The areola is the roughly circular patch of pigmented skin surrounding the nipple. Areolae actually do serve some useful purposes and are not just decoration. The average circumference of mature female areolae is about 1.35”, but the range can go from .5” to over 5”, depending on breast size and other factors.
Color of the areolae also has an extensive range from pink to red, tan to brown to black, depending on skin tone and other factors.
Purpose of the Areola
The primary use of the pigmented areolae is to act as a marker or guide, highlighting the nipple. This can assist an infant child in nipple location and also act as a sexual attractant.
The skin of the areolae is rich is blood supply and nerve fibers, making it very sensitive and a source of sensual pleasure during sexual activities.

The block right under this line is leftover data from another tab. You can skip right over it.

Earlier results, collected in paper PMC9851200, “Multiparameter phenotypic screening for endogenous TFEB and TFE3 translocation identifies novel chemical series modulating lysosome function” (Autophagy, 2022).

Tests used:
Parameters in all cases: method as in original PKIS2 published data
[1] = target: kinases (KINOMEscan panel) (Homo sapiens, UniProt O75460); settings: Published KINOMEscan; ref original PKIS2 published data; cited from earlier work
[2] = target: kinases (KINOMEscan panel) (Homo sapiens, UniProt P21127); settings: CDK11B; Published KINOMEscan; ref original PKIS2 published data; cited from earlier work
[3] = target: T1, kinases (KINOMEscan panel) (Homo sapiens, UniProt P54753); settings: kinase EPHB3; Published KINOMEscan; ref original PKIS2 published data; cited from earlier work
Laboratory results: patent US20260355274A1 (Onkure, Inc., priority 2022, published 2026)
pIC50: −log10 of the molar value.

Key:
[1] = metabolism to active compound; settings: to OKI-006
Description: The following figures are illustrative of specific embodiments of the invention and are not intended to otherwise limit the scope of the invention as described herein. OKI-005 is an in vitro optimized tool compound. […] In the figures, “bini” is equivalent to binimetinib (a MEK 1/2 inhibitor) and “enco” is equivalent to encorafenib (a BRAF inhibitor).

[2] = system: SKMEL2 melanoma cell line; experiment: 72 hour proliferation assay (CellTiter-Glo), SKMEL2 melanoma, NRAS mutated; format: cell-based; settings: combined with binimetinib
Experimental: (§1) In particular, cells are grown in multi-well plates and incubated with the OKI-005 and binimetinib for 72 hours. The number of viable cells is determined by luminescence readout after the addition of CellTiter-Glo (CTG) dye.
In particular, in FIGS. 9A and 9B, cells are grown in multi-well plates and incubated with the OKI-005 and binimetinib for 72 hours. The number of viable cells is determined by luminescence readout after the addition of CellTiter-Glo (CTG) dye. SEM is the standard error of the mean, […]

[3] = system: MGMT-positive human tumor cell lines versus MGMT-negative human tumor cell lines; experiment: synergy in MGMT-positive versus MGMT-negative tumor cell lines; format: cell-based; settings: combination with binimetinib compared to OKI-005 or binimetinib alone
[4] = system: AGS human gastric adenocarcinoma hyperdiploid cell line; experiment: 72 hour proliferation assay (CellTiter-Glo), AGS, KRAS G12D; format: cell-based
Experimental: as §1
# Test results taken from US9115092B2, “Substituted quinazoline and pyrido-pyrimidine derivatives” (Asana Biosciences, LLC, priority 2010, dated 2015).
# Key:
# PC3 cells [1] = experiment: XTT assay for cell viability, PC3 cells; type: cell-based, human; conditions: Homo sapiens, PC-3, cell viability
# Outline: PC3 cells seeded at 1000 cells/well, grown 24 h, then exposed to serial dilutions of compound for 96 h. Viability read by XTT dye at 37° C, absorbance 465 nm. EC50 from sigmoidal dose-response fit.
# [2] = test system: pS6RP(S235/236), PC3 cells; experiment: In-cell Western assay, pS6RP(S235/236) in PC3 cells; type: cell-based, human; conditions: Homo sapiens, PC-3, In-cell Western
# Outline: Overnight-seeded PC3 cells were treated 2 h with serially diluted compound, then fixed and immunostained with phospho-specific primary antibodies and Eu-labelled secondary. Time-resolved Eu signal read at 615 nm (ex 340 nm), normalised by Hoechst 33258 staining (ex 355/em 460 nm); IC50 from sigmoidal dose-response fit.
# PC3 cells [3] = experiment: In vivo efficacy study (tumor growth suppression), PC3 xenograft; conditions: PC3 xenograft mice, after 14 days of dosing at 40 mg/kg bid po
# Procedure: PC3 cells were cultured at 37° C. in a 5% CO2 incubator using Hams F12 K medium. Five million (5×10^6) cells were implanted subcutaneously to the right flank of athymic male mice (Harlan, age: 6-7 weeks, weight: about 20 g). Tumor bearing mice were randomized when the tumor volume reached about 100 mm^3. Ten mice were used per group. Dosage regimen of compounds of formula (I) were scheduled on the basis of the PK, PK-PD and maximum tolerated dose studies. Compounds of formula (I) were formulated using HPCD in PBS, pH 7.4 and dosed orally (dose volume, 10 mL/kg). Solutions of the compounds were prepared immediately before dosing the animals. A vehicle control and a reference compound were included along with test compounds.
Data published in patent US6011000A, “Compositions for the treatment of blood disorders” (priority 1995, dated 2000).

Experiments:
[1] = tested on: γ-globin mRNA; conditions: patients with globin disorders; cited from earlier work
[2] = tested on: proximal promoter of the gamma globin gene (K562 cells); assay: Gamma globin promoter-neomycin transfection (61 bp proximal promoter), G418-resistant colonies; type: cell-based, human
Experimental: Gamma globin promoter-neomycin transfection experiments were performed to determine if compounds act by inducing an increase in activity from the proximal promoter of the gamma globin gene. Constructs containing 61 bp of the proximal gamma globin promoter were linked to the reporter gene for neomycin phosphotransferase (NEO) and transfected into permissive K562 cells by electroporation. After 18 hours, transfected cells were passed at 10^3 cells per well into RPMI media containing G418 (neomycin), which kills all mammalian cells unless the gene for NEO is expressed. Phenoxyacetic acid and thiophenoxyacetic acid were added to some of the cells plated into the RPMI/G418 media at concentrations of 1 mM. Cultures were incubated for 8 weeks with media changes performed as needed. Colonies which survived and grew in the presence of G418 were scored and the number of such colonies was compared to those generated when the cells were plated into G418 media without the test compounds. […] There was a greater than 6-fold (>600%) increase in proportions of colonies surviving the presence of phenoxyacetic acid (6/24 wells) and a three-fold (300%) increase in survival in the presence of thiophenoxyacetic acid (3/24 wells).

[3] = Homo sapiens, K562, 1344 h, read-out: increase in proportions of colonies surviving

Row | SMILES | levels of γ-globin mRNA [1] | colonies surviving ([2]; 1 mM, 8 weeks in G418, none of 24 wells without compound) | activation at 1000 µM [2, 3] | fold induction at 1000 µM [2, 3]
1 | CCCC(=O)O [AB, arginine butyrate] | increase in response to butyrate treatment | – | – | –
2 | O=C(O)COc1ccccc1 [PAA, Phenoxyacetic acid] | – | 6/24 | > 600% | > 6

Finally, small sebaceous glands in the areolae, called Montgomery’s Glands, help to lubricate and protect the nipple during breastfeeding.
Surgical Enhancement of the Areolae
Cosmetic surgery often uses the areolae as an entrance point for incisions. The natural pigmentation helps to hide scars and periareolar incisions are featured in all breast reduction and mastopexy surgeries.
In addition, incisions around the nipple are some of the most popular methods of achieving breast enlargement using implants. Saline implants work much better with this type of incision, since they are implanted empty through a smaller surgical wound.
Specific areolae and nipple surgeries, such as expansion, reduction and pigmentation, are also available alone, or in combination with other surgical procedures. For more information about these types of procedures, consult with a qualified plastic surgeon.